Movie Mistakes: ‘Iron Man 3′

Iron Patriot
Generally I don’t particularly care about these sorts of things, but having seen “Iron Man 3″ perhaps more times than should be legal, I noticed this little error.

Truth be told, it’s less of an error than the filmmakers apparently showing us what they can get away with when viewers are in awe over one of their favorite comic characters appearing on the big screen (for the fourth time).  What happens is that James “Rhodey” Rhodes/War Machine/Iron Patriot (Don Cheadle) is captured by Aldrich Killian/Fake Mandarin (Guy Pearce), who uses his Extremis-derived abilities to superheat a section of the armor, with the intention of forcing Rhodey to abandon it.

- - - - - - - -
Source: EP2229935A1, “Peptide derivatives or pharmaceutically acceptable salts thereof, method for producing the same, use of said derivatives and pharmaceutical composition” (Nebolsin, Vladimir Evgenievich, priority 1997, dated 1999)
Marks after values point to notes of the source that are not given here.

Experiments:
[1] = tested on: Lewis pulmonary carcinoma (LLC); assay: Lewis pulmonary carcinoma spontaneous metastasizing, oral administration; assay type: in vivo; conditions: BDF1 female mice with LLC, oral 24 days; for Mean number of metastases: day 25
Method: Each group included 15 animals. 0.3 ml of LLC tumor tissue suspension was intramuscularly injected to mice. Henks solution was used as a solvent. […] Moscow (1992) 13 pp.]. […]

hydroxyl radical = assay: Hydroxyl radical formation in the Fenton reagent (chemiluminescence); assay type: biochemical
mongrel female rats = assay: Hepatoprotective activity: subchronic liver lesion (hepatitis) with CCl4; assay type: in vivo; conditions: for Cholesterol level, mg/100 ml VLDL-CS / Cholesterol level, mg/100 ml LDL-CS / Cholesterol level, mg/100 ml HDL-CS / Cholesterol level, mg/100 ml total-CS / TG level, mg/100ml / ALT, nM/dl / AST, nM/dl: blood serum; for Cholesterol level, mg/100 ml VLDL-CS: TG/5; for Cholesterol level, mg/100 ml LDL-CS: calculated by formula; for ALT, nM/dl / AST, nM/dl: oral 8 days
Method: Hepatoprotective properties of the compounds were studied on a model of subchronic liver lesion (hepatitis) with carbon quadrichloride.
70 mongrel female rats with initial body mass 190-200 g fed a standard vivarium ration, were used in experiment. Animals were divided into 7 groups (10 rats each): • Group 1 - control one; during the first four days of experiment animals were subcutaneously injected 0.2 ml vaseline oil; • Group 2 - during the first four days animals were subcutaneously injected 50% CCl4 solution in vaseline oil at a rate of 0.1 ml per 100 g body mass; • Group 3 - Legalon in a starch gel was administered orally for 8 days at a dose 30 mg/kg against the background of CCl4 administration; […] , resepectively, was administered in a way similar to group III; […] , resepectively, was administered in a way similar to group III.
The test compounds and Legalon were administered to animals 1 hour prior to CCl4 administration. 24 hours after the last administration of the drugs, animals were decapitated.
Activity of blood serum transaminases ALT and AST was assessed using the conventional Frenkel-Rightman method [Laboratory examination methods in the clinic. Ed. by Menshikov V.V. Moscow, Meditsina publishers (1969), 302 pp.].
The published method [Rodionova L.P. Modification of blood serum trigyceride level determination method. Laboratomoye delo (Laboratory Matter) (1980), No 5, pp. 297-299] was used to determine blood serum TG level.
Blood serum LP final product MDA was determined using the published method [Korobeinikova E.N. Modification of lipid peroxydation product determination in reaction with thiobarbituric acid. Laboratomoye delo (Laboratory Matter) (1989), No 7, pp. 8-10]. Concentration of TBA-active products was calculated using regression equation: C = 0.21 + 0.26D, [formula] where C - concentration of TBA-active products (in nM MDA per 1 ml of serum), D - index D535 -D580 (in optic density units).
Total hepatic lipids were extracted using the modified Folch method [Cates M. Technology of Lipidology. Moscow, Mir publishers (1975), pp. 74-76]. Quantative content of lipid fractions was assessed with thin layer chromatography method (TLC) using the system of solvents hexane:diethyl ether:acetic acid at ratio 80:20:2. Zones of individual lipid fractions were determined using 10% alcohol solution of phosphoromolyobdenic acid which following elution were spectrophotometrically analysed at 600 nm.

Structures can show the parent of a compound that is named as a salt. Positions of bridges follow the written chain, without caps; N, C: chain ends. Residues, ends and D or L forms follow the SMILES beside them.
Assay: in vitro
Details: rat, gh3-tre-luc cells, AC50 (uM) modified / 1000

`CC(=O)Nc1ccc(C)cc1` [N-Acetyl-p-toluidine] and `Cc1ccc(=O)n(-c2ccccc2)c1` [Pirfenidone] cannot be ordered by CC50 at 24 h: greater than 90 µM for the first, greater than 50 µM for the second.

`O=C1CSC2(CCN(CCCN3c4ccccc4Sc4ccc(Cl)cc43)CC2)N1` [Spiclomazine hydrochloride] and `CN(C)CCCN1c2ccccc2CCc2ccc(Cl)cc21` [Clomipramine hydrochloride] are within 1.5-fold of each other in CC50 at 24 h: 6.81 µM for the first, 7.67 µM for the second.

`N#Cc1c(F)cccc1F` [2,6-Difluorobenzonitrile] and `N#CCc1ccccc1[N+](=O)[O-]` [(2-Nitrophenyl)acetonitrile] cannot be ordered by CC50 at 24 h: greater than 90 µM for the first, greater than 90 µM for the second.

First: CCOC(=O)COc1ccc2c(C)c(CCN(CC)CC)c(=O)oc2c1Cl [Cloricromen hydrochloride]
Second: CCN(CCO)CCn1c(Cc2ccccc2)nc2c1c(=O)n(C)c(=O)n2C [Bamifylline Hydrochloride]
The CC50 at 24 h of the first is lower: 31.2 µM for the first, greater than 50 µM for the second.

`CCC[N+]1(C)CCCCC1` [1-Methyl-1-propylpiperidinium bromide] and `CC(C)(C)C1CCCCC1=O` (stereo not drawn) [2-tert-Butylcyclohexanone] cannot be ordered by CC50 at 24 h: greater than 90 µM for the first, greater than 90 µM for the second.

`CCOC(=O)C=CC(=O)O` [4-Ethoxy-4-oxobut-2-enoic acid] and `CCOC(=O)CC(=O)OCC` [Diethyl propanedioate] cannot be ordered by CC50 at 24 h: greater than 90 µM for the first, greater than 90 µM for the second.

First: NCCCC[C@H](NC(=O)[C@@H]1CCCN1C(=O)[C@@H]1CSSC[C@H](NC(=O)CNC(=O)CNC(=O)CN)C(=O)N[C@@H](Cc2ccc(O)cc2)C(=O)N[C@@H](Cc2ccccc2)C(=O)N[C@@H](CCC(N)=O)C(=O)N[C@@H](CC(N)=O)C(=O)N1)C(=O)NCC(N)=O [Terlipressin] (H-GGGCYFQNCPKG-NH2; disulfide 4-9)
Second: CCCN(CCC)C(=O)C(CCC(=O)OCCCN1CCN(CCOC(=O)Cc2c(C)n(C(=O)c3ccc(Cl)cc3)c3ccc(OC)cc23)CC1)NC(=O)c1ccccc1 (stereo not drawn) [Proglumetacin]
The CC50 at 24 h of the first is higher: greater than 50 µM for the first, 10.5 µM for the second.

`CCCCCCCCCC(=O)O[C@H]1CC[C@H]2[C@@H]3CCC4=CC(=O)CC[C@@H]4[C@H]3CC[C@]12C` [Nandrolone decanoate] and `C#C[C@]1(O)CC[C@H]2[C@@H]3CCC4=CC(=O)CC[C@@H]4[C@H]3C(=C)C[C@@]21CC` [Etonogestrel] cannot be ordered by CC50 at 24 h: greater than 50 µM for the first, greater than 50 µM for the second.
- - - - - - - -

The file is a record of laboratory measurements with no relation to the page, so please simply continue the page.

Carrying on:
Killian knows that he’s damaging the surface of the armor, and so he strongly suggests that his henchman, Savin (James Badge Dale) had better be able to fix it.  Now, Savin may indeed be talented, but prior to this moment the movie gave no indication he also had some pretty awesome metallurgical, as well as painting, skills because the next time we see the Iron Patriot armor, there’s no sign that there was any damage at all.

I mean not even a smudge of the paint.  I also know that we’re watching a movie based on a comic book, but Savin making what looked like considerable damage disappear is probably the most outlandish thing in the movie.  Though you have to admit that the man is talented, and if Tony needed any help in his lab, he could do worse than hire him.

Iron Patriot